Because Charlie Chan plans to return to Honolulu, he no longer needs the services of Birmingham, who gets a job as butler for William and Justine Bonner, two apparently phony psychics who regularly host occult activities in their home. When Charlie's pretty daughter Frances attends a séance out of curiosity, Mr. Bonner is shot, and she becomes an immediate suspect. Charlie postpones his trip home to help with the investigation, which is made problematic when no bullet can be found in the wound and a hypnotized Mrs. Bonner is compelled to commit suicide by jumping off the roof of a downtown building. Written by
Although Charlie Chan's daughters appeared with him in previous films (including Charlie Chan in Honolulu (1938) and Charlie Chan at the Circus (1936)), this is the only film in which a daughter (Frances) plays the assistant role usually done by one of Chan's sons (Lee, Jimmy, Tommy). See more »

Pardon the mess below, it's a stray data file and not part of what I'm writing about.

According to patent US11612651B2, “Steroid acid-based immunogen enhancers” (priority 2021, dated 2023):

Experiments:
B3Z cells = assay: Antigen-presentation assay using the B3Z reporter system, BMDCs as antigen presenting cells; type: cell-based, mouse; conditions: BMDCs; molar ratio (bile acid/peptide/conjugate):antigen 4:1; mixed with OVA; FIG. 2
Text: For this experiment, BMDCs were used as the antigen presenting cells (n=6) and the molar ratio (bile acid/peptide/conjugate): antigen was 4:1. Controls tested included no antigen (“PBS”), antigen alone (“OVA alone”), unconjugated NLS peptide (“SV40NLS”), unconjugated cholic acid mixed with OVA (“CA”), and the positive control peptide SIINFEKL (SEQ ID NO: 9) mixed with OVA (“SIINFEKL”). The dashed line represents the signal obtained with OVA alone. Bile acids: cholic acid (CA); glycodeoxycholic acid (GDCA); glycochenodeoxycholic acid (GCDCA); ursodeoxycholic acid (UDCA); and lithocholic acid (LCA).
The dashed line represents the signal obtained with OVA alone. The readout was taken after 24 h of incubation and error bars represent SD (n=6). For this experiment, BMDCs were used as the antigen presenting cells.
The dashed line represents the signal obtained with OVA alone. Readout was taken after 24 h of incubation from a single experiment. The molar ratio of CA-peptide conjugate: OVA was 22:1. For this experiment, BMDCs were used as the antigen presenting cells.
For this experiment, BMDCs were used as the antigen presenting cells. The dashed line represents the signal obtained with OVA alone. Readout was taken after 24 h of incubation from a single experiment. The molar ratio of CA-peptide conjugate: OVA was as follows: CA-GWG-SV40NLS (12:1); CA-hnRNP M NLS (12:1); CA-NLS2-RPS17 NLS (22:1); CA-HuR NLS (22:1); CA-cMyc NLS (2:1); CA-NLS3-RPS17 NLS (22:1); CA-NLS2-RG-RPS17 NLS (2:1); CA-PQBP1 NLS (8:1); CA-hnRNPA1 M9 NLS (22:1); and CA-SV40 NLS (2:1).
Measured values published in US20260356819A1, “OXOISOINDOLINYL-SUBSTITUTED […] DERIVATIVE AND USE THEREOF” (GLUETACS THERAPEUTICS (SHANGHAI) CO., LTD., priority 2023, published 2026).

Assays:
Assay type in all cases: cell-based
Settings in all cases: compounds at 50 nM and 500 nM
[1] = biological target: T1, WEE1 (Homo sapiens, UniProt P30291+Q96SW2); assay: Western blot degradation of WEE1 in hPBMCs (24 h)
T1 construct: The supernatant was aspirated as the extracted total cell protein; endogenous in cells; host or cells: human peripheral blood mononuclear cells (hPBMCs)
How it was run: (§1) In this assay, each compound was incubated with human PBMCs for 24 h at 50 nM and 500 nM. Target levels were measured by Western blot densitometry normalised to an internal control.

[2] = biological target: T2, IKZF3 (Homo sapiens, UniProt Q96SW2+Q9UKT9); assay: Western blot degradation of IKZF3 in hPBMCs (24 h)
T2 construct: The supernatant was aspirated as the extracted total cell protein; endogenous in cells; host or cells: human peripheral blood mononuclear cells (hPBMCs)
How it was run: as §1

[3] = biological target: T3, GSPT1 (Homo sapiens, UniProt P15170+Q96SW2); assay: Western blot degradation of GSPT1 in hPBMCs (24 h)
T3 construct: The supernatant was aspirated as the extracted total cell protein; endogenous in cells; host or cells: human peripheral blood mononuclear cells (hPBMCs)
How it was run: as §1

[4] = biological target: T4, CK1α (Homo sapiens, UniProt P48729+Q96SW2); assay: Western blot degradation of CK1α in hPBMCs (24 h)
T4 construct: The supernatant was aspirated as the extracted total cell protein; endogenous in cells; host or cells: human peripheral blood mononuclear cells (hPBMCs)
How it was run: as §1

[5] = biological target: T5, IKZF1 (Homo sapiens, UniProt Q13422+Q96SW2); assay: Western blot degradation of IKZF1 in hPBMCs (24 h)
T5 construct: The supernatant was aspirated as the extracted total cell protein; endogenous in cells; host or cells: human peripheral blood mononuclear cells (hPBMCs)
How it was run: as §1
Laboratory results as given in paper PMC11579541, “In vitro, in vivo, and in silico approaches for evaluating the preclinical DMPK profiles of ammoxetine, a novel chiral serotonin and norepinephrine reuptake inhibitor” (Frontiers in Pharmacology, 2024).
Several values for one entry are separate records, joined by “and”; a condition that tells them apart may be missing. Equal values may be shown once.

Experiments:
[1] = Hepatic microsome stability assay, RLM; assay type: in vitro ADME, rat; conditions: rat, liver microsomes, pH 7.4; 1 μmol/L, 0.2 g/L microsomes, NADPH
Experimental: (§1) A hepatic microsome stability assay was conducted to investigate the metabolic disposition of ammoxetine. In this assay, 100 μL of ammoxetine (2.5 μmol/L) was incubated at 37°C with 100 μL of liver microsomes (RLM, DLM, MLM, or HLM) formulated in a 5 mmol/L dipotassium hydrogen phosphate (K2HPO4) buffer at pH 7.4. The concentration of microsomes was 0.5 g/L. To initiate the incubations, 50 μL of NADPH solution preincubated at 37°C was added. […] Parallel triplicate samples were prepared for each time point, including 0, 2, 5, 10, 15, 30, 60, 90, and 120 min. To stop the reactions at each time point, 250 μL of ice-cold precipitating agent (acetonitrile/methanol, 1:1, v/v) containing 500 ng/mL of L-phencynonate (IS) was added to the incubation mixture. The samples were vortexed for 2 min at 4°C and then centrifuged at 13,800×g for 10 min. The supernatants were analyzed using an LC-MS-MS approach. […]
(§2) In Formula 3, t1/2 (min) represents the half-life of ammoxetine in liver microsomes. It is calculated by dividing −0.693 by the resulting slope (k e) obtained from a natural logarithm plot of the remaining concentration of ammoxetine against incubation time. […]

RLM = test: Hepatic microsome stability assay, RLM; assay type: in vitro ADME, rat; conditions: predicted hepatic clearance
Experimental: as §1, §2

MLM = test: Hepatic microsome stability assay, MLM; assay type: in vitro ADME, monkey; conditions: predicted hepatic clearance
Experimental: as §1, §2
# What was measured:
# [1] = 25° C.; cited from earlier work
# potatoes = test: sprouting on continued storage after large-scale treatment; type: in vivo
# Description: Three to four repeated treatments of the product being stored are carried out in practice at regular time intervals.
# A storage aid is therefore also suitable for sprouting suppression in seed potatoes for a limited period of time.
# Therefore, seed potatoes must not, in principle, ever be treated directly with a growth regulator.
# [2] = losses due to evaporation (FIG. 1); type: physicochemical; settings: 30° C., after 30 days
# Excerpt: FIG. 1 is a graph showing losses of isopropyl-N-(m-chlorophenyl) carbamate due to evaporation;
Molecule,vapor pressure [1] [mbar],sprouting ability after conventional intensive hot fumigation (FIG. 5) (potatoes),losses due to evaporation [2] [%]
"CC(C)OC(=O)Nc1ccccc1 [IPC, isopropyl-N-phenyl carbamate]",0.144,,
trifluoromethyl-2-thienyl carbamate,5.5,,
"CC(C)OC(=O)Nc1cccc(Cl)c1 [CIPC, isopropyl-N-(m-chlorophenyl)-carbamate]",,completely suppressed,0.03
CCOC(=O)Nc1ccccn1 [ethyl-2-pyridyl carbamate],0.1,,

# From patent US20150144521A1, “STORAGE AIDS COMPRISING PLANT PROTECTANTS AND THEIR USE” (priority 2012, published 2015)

When Charlie first declares himself psychic to Sgt. Matthews, we can see the pole held by a stagehand that makes a white handkerchief flutter over Charlie's head. See more »
In a break from the typical Chan pattern Charlie is aide by his daughter this time. Interestingly he treats much better than he he ever did any of his boys.
This concerns a murder at a seance and more following. Its far from the best of the Chans, but at the same time its far from the worst, especially in light of there not being a son to get into mischief. Its the atypical nature that lifts it up from being a purely run of the mill story. Granted if you've not seen a good number of the Chan films the small differences may not seem like much, but for those of us who've seen every appearance its the little things that count.
7 out of 10 for those looking for a break in the Chan formula, 6 out of 10 for everyone else.
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